When we toned RC prints in nightclass, I tried the Berg Sepia then into the Berg Blue. When freshly mixed, the Berg Blue was too strong and too fast. One print turned too deep (and dark) of a blue for me.I put the print in and pulled it in less than 2 secounds! I couldn't pull it fast enough. In the future if I use this blue, I'll dilute a little more than the box recommends. It worked better once a number of fellow classmates had done theirs. Tried toning in the sepia (light bleach, light sepia, just enough to turn it a light tan) then quickly in and out of the blue. The effect was nice (kinda like George P. mentioned above). I think I would have to practice more to get the look I really wanted.
For the FB I'm printing at home, I'll be trying that package of Kodak Sepia II I bought a while back.
If you want a more gentle blue, Rogue, try Speedibrews Porcelain Blue (details in the Rudman tome). It is (allegedly) slightly more archival than iron blue (which admittedly ain't saying a lot!) and works in the same two-stage way as sepia.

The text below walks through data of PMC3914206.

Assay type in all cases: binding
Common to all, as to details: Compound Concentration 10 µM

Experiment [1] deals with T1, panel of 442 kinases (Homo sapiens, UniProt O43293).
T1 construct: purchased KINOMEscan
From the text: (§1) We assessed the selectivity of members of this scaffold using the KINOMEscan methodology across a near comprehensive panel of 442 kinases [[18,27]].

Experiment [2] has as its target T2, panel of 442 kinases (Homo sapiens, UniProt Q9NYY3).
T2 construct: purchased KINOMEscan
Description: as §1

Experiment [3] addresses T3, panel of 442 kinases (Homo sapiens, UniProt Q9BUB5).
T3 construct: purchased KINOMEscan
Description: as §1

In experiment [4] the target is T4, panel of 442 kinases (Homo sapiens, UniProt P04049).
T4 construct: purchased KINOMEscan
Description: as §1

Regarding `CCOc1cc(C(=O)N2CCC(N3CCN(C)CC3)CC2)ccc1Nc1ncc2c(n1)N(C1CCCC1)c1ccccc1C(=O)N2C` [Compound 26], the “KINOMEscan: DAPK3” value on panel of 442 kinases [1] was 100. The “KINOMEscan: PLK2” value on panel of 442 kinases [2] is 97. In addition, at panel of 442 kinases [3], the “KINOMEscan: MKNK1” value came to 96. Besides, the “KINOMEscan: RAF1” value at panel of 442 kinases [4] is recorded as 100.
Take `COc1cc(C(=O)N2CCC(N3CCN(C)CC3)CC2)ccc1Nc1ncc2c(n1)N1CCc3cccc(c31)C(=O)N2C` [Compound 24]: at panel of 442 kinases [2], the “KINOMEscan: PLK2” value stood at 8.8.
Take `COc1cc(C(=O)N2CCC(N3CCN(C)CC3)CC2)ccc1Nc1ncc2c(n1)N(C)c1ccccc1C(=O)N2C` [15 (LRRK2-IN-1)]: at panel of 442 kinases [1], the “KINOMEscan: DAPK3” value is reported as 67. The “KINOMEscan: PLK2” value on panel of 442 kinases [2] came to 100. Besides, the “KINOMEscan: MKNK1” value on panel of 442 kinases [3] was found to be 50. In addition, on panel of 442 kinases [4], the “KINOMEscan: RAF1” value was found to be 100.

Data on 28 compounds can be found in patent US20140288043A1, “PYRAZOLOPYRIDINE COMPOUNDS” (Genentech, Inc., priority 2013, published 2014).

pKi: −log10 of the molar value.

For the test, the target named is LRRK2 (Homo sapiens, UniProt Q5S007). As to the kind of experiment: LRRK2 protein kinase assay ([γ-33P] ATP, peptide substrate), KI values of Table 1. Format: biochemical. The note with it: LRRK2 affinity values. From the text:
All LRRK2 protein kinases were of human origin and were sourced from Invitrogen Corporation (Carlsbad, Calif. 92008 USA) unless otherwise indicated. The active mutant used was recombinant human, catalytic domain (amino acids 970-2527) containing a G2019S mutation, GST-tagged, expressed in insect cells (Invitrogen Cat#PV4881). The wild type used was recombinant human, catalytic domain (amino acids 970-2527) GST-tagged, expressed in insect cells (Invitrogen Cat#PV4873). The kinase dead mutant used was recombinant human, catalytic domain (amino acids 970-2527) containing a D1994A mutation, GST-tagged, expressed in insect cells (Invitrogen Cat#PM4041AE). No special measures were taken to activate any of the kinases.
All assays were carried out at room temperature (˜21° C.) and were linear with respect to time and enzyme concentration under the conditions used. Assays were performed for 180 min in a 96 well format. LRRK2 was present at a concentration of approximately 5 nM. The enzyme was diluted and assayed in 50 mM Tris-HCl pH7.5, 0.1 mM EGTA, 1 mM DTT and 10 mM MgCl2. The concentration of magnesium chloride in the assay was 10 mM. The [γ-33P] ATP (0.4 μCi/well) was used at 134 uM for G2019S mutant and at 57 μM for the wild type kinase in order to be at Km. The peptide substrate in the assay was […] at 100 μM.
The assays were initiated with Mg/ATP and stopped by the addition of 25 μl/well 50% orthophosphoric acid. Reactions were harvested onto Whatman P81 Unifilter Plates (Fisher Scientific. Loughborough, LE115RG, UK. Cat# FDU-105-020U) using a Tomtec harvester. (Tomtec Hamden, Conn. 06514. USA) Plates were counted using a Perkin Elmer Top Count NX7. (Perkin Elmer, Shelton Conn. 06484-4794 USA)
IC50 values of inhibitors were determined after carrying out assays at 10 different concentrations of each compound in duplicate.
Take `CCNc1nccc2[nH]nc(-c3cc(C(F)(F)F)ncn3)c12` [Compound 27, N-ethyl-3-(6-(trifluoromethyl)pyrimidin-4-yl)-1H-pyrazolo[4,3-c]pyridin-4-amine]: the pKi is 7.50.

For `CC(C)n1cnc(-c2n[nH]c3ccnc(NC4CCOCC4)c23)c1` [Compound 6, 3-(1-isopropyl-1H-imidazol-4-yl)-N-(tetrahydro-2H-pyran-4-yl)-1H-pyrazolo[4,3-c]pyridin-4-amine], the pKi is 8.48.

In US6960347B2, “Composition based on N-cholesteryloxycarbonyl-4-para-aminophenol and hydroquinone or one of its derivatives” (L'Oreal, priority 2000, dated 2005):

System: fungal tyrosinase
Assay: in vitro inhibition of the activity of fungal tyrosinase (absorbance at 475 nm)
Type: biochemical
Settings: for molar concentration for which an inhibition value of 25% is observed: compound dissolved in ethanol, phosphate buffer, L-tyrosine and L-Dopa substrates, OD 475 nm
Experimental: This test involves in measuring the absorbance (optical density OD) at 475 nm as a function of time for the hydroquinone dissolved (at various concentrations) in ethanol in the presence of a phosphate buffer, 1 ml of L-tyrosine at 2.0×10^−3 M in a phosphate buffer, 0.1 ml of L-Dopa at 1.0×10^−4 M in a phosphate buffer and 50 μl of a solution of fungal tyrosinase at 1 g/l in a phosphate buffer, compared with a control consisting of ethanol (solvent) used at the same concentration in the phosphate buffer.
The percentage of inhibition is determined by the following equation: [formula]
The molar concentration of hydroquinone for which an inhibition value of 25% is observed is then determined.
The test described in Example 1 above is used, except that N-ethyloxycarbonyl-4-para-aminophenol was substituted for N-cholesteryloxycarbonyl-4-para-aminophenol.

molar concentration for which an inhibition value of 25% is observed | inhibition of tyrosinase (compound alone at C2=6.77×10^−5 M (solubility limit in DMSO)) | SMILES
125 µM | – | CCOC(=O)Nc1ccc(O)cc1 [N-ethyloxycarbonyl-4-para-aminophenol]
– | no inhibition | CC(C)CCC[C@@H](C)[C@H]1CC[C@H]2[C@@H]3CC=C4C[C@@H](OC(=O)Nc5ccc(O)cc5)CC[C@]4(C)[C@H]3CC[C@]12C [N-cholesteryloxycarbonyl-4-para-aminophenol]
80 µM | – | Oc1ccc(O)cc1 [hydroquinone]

I've used gold on warmtone FB (resulting in a steely blue/black and slightly whiter highlights) and absolutely love it. No odour, shame about the price! The Rudman tome also shows this being used after sepia resulting in anything from a red, as George says, through to a salmon pink.
The selenium I've used is LP Selenia from MACO (a bit cheaper and allegedly purer than KRST) and the ammonia was a little whiffy... ...at which point I retreated sharply and opened a load of windows (I have a profound respect for selenium!).
I have some Viradon, which I need for a job for a friend, and am not looking forward to using it. The examples I've seen look great, but it does have a bit of a reputation in the nasal stakes...!
All the best,